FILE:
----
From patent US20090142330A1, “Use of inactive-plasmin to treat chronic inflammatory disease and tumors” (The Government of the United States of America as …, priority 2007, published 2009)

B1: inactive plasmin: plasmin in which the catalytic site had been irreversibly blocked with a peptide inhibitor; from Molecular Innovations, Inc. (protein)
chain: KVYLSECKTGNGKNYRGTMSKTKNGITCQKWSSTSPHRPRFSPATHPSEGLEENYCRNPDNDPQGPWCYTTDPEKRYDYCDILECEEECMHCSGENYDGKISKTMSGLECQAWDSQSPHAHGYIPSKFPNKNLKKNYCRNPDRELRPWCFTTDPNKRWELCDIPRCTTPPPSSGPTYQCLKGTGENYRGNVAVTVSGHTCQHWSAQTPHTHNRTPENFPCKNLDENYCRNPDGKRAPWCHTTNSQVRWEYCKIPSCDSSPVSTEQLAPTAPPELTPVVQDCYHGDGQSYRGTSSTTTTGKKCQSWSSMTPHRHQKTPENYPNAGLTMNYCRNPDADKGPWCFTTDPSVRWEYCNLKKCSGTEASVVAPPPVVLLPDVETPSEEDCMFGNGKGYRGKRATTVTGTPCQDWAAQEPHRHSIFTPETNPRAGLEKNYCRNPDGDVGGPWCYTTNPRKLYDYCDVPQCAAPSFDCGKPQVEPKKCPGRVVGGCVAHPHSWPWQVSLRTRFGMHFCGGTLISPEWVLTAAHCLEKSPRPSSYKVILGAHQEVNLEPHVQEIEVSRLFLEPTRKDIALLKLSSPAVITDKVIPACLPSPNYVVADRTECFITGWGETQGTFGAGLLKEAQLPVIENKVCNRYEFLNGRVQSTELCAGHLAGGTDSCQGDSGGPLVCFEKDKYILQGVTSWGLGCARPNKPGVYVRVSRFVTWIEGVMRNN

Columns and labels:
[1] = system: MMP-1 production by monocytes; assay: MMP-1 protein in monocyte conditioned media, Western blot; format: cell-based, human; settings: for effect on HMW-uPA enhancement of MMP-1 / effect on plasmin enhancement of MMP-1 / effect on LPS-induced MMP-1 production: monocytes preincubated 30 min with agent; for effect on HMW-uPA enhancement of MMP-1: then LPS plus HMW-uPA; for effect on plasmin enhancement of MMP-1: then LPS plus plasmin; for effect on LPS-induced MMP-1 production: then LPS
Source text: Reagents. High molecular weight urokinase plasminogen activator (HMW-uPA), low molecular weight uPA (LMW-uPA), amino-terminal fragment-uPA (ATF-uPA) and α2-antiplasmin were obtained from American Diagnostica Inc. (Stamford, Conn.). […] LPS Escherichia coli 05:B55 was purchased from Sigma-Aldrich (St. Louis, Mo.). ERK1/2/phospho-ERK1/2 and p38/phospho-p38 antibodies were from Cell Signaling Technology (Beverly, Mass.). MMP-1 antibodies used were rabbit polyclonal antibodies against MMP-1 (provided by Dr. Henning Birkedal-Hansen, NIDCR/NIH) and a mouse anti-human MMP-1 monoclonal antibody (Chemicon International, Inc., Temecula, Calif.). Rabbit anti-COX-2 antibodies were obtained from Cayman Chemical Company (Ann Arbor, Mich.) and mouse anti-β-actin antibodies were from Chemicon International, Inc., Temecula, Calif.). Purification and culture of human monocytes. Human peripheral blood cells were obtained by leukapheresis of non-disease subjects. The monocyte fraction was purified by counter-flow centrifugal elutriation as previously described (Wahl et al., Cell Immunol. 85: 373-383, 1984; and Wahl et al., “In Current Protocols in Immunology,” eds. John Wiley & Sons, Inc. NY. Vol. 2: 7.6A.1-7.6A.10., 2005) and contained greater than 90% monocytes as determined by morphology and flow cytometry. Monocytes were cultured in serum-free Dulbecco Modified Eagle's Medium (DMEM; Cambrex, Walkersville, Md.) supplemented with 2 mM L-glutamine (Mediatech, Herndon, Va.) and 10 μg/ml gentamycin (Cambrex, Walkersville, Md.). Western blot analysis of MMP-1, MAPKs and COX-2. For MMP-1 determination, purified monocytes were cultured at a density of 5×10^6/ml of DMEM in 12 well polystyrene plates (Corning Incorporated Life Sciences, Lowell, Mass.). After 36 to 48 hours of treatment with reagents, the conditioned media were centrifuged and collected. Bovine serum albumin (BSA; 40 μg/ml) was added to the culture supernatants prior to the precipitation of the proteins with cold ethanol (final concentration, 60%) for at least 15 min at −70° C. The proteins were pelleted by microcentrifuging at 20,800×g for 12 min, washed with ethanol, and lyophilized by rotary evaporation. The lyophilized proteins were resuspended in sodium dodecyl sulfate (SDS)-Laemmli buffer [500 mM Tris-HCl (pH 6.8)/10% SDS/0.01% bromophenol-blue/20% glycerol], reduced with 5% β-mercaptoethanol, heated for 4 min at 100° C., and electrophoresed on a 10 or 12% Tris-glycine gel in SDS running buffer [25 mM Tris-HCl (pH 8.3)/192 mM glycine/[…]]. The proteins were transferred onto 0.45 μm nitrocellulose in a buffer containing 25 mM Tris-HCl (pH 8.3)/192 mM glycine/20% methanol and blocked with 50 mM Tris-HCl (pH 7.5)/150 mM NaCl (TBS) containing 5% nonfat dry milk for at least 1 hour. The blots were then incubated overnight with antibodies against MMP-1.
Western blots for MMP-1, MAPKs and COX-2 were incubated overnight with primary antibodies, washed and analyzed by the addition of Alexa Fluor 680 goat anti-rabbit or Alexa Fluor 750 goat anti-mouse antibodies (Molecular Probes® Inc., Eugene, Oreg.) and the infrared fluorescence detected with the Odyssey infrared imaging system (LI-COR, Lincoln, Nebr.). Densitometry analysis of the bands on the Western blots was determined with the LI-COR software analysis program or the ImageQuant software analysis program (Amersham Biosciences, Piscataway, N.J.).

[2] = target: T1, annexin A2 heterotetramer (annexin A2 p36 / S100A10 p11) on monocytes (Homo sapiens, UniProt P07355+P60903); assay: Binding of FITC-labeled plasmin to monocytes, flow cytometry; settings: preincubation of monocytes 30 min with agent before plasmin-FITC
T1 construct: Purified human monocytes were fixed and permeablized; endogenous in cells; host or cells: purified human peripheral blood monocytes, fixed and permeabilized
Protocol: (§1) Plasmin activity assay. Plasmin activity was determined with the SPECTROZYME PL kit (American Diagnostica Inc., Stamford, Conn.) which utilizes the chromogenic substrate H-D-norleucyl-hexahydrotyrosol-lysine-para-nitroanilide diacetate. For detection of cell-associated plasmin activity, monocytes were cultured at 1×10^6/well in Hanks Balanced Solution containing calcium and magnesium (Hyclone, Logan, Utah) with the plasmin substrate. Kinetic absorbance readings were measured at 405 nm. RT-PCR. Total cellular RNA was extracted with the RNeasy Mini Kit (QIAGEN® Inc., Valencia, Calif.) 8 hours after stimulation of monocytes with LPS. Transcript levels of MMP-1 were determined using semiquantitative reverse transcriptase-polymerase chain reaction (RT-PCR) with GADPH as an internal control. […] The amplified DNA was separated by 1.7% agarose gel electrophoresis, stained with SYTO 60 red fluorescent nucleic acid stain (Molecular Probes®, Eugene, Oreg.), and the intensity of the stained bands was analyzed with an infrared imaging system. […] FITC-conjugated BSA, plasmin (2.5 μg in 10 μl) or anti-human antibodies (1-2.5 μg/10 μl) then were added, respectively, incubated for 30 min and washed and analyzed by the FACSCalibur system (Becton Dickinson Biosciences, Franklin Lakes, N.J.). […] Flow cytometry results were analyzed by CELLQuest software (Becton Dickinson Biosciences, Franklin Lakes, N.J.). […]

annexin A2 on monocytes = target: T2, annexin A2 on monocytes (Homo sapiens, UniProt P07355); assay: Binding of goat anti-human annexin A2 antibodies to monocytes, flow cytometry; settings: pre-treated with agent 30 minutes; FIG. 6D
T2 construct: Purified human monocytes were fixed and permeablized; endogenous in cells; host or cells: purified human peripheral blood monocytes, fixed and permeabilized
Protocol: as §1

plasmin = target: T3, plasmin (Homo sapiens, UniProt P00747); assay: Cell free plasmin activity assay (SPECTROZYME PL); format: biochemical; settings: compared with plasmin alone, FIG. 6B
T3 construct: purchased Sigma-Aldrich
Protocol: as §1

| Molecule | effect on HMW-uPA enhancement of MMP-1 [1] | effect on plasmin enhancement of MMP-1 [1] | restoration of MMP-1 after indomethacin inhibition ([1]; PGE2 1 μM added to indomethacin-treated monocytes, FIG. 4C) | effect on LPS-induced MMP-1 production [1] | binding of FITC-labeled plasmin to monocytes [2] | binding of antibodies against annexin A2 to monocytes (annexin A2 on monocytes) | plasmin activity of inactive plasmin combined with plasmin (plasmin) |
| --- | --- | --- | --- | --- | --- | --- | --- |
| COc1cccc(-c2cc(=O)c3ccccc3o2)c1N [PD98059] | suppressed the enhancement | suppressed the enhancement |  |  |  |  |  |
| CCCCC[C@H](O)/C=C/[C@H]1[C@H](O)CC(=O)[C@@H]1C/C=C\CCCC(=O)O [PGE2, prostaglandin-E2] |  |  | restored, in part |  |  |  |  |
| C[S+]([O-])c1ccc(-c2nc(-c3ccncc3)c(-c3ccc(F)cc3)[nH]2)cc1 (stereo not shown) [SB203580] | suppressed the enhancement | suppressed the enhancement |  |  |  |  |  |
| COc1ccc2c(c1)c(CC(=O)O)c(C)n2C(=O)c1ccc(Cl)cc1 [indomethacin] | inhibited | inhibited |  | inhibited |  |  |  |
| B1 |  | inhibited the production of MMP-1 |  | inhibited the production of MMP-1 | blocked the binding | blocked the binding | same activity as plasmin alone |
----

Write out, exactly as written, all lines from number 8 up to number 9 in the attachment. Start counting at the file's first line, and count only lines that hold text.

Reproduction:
[2] = target: T1, annexin A2 heterotetramer (annexin A2 p36 / S100A10 p11) on monocytes (Homo sapiens, UniProt P07355+P60903); assay: Binding of FITC-labeled plasmin to monocytes, flow cytometry; settings: preincubation of monocytes 30 min with agent before plasmin-FITC
T1 construct: Purified human monocytes were fixed and permeablized; endogenous in cells; host or cells: purified human peripheral blood monocytes, fixed and permeabilized